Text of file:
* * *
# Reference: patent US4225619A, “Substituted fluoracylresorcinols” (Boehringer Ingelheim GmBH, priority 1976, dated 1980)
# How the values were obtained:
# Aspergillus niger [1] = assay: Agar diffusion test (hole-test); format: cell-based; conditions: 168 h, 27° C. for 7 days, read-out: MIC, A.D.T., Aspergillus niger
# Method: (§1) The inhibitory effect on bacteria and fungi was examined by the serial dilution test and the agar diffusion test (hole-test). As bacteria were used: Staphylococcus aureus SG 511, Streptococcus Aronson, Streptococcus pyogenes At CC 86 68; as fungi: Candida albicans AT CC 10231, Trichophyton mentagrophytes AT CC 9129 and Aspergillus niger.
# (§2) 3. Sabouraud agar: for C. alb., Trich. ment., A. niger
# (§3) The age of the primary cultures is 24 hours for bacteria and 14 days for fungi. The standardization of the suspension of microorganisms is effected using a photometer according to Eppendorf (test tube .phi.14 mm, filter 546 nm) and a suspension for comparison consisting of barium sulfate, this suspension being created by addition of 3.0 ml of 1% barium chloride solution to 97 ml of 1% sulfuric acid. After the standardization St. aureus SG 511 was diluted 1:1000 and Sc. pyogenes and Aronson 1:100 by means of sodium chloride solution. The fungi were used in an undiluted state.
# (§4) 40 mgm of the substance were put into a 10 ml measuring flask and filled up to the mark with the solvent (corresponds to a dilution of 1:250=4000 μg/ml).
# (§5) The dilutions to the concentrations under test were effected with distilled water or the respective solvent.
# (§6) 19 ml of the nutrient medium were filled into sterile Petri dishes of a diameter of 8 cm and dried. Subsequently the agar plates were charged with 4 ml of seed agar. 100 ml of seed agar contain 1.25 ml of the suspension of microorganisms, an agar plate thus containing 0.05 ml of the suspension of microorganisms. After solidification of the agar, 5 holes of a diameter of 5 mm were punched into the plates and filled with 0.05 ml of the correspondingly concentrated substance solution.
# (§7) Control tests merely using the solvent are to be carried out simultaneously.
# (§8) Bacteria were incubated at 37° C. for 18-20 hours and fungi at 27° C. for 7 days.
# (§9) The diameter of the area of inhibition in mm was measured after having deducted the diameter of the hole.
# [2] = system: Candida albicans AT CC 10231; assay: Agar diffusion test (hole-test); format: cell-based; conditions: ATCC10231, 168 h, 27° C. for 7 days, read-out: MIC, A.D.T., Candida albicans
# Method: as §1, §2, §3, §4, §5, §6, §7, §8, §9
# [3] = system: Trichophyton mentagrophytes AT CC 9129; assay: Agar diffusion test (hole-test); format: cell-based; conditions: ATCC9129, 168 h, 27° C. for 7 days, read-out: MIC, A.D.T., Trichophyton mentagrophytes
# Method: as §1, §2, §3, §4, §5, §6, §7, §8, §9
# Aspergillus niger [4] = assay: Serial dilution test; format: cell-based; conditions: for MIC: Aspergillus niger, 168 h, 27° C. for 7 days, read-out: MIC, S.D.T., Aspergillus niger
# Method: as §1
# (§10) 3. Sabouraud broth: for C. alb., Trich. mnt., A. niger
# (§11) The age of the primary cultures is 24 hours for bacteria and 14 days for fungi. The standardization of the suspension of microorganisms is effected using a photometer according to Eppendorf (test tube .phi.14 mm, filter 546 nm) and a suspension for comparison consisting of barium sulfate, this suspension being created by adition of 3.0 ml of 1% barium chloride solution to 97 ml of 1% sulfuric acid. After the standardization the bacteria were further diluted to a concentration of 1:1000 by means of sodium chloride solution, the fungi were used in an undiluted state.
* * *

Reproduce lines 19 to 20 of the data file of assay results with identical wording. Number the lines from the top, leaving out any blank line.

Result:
# (§10) 3. Sabouraud broth: for C. alb., Trich. mnt., A. niger
# (§11) The age of the primary cultures is 24 hours for bacteria and 14 days for fungi. The standardization of the suspension of microorganisms is effected using a photometer according to Eppendorf (test tube .phi.14 mm, filter 546 nm) and a suspension for comparison consisting of barium sulfate, this suspension being created by adition of 3.0 ml of 1% barium chloride solution to 97 ml of 1% sulfuric acid. After the standardization the bacteria were further diluted to a concentration of 1:1000 by means of sodium chloride solution, the fungi were used in an undiluted state.